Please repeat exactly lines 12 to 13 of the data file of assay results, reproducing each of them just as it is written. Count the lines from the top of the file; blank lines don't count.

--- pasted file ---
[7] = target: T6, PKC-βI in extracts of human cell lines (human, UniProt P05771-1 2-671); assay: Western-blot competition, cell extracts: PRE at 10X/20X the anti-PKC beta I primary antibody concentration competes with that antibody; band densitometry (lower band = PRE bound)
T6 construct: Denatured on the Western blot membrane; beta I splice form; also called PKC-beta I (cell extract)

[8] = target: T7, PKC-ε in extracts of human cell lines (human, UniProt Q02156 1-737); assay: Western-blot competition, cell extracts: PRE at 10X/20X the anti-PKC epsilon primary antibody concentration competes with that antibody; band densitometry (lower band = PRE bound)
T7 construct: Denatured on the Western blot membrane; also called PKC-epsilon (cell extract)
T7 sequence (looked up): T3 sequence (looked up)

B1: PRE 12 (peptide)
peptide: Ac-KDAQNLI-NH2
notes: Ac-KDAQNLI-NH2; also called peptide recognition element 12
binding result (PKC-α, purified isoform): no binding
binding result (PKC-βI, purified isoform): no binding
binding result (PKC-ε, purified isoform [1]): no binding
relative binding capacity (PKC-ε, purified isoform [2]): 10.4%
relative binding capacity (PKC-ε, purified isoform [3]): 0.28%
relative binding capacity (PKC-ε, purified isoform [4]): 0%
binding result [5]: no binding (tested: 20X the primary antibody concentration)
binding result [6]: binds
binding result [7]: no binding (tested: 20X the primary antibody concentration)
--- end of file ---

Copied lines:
relative binding capacity (PKC-ε, purified isoform [2]): 10.4%
relative binding capacity (PKC-ε, purified isoform [3]): 0.28%